t more than 100 high schools in Eastern Massachusetts, drug-sniffing dogs are brought in every year to search for everything from alcohol to marijuana.
In Quincy, video cameras follow students in the hallways while plainclothes security guards stay alert for drug activity. At Westford Academy, where students admitting in a survey to marijuana use jumped from 16 percent to 25 percent in the past decade, the principal decided to add a full-time police officer to the staff. Meanwhile at Newton North High School, counseling is considered the best way to reach students.
These days, schools are spending more time than ever trying to prevent teens from using drugs. While dog searches rarely result in major drug finds or arrests, law enforcement officials, such as Middlesex District Attorney Gerry Leone, said they are part of a prevention policy — one that includes communication, education, and surveillance – that is necessary to reach teens before they become addicted.
“In large measure, the canines are a deterrent,” said Leone, who believes increased cooperation between schools, police, state agencies, and parents is necessary to reduce drug use among students.
In addition, many schools now have a full-time police officer who bonds with students and tries to intervene before a student’s drug use gets out of hand. District attorneys also regularly come to schools to address students, and they bring along recovering addicts who talk about the dangers of drugs. Health classes discuss substance abuse and the effect drugs have on a teen’s body; school psychologists and counselors are on hand to deal with problems.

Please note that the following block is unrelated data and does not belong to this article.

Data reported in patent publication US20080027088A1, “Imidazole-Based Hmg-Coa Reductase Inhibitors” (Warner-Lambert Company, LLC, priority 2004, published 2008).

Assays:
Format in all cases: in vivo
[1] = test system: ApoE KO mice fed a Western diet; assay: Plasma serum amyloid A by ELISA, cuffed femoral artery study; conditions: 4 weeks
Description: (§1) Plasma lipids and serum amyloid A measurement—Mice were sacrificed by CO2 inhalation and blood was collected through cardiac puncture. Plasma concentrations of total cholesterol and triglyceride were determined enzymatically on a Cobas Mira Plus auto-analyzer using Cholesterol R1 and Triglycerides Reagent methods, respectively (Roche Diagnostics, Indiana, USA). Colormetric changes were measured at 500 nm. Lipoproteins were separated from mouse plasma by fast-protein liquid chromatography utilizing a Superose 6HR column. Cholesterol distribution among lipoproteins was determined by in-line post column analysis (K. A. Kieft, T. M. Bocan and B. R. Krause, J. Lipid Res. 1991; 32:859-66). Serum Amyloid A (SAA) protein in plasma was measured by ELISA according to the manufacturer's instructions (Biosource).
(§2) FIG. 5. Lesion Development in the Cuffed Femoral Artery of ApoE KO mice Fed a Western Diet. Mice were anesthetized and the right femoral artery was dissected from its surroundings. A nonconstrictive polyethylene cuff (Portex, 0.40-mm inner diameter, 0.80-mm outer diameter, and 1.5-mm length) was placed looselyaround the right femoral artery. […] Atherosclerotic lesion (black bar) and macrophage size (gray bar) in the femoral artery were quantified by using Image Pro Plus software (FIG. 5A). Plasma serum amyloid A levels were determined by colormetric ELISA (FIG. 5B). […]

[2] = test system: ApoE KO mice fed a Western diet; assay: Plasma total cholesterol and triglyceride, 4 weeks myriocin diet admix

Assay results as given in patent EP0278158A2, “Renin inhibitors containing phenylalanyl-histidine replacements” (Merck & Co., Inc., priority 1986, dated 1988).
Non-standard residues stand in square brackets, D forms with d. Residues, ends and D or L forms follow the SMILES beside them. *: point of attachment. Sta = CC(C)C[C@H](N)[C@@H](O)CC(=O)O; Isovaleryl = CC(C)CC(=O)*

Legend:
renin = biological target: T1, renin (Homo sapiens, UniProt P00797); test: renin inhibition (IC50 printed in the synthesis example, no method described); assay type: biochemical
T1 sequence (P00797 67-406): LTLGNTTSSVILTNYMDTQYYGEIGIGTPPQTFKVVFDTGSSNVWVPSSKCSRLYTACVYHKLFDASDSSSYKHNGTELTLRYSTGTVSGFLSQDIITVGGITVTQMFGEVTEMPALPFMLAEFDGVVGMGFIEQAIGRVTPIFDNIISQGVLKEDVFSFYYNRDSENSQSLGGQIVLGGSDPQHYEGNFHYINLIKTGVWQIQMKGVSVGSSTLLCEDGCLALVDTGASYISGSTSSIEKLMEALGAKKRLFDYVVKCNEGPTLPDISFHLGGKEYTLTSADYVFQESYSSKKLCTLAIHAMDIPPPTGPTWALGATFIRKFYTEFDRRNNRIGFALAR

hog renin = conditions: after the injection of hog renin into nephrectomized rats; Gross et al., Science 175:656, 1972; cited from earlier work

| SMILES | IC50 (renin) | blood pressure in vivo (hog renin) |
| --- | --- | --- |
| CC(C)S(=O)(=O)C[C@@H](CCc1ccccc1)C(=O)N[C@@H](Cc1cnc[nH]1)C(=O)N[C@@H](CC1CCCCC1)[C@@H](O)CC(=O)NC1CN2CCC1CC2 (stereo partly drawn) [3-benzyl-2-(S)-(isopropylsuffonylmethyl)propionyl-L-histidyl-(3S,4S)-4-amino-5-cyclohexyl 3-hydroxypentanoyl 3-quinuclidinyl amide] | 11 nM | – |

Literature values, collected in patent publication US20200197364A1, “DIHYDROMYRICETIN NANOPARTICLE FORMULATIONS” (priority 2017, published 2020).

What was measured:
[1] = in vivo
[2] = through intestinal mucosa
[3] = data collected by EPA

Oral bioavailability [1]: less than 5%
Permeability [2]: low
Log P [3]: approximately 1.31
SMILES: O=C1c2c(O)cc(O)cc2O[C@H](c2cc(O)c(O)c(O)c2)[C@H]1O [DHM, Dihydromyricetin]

“There’s no magic bullet to this. It’s just a lot of rolling up the sleeves, and doing the hard work and getting the message out to kids to make good decisions,” said Essex District Attorney Jonathan Blodgett.
Even with all of these efforts, drugs and alcohol still can be found in and around schools. According to the latest state statistics compiled in 2011, 40 percent of high school students responding to surveys reported drinking every month, and 22 percent said they binge drink (consume five or more drinks within two hours). Also, 28 percent of teens said they use marijuana at least once a month, and 27 percent said they have been offered or sold an illegal drug on school property within the past year.
Six percent reported nonmedical use of a prescription drug in the last month, and another 5 percent said they had used an inhalant in the last month.
Blodgett and other district attorneys and educators said marijuana has steadily become more popular among teens since the law was eased in 2009, no longer penalizing possession of small amounts of marijuana with jail time. The law now calls for a fine for those found in possession of an ounce or less.
“I really believe the decriminalization of marijuana sent the wrong message to kids. It said you can get away with it, and I believe it is a gateway drug,” said James Antonelli, principal of Westford Academy, a public school. “The use of marijuana in this adolescent community is pervasive.”
Antonelli said he opposed the decriminalization, and earlier this year he initiated a bill filed by state Representative James Arciero that called for a $1,000 fine and a loss of a driver’s license for youths caught in a car with any amount of marijuana.
While that bill found little support on Beacon Hill, Antonelli has had stronger backing closer to home. Noting that admitted marijuana use had jumped among Westford Academy students in the past decade, the town held a forum on drugs in the spring.
In August, Antonelli — who calls in dogs to search the school several times a year — said he planned to add a full-time police officer to the school staff.
“It’s going to open a new line of communication,” said Antonelli. “Kids will come down and talk to the person and indicate a potential party of drug activity. A lot of kids don’t want to see it around the building, and they need a conduit to talk to somebody.”